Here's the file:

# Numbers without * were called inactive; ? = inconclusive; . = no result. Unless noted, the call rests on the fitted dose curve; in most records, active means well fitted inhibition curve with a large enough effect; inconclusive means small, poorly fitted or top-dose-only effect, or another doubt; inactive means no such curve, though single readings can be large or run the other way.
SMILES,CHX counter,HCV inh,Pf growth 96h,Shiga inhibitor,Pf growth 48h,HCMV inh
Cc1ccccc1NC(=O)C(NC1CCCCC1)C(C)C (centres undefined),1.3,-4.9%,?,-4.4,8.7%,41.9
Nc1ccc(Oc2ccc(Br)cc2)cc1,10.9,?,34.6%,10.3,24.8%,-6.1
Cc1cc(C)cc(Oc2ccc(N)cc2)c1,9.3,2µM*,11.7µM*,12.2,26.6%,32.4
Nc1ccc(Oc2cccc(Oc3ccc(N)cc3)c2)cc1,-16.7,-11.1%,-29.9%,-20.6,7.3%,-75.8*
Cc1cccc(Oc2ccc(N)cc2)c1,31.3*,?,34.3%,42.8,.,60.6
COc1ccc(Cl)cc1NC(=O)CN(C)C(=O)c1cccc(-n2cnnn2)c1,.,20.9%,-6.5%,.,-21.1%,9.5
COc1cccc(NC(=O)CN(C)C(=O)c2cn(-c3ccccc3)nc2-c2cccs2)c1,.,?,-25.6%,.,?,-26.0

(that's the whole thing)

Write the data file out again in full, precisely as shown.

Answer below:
# Numbers without * were called inactive; ? = inconclusive; . = no result. Unless noted, the call rests on the fitted dose curve; in most records, active means well fitted inhibition curve with a large enough effect; inconclusive means small, poorly fitted or top-dose-only effect, or another doubt; inactive means no such curve, though single readings can be large or run the other way.
SMILES,CHX counter,HCV inh,Pf growth 96h,Shiga inhibitor,Pf growth 48h,HCMV inh
Cc1ccccc1NC(=O)C(NC1CCCCC1)C(C)C (centres undefined),1.3,-4.9%,?,-4.4,8.7%,41.9
Nc1ccc(Oc2ccc(Br)cc2)cc1,10.9,?,34.6%,10.3,24.8%,-6.1
Cc1cc(C)cc(Oc2ccc(N)cc2)c1,9.3,2µM*,11.7µM*,12.2,26.6%,32.4
Nc1ccc(Oc2cccc(Oc3ccc(N)cc3)c2)cc1,-16.7,-11.1%,-29.9%,-20.6,7.3%,-75.8*
Cc1cccc(Oc2ccc(N)cc2)c1,31.3*,?,34.3%,42.8,.,60.6
COc1ccc(Cl)cc1NC(=O)CN(C)C(=O)c1cccc(-n2cnnn2)c1,.,20.9%,-6.5%,.,-21.1%,9.5
COc1cccc(NC(=O)CN(C)C(=O)c2cn(-c3ccccc3)nc2-c2cccs2)c1,.,?,-25.6%,.,?,-26.0